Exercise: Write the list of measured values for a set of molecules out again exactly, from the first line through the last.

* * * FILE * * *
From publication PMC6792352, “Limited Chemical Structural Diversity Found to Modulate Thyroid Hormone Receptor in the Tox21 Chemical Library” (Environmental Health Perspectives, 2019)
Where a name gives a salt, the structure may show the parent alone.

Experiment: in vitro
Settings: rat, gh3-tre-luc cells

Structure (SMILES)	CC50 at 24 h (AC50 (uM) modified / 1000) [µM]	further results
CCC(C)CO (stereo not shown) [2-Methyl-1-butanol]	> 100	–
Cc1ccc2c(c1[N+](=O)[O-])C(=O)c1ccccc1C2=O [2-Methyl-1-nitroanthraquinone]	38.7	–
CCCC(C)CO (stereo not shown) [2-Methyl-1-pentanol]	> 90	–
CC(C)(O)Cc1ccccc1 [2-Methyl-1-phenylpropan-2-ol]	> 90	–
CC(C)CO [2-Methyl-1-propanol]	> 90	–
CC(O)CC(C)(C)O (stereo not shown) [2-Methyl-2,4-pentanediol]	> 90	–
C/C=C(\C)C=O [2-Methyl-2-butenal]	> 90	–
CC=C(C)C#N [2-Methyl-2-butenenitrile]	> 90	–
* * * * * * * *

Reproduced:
From publication PMC6792352, “Limited Chemical Structural Diversity Found to Modulate Thyroid Hormone Receptor in the Tox21 Chemical Library” (Environmental Health Perspectives, 2019)
Where a name gives a salt, the structure may show the parent alone.

Experiment: in vitro
Settings: rat, gh3-tre-luc cells

Structure (SMILES)	CC50 at 24 h (AC50 (uM) modified / 1000) [µM]	further results
CCC(C)CO (stereo not shown) [2-Methyl-1-butanol]	> 100	–
Cc1ccc2c(c1[N+](=O)[O-])C(=O)c1ccccc1C2=O [2-Methyl-1-nitroanthraquinone]	38.7	–
CCCC(C)CO (stereo not shown) [2-Methyl-1-pentanol]	> 90	–
CC(C)(O)Cc1ccccc1 [2-Methyl-1-phenylpropan-2-ol]	> 90	–
CC(C)CO [2-Methyl-1-propanol]	> 90	–
CC(O)CC(C)(C)O (stereo not shown) [2-Methyl-2,4-pentanediol]	> 90	–
C/C=C(\C)C=O [2-Methyl-2-butenal]	> 90	–
CC=C(C)C#N [2-Methyl-2-butenenitrile]	> 90	–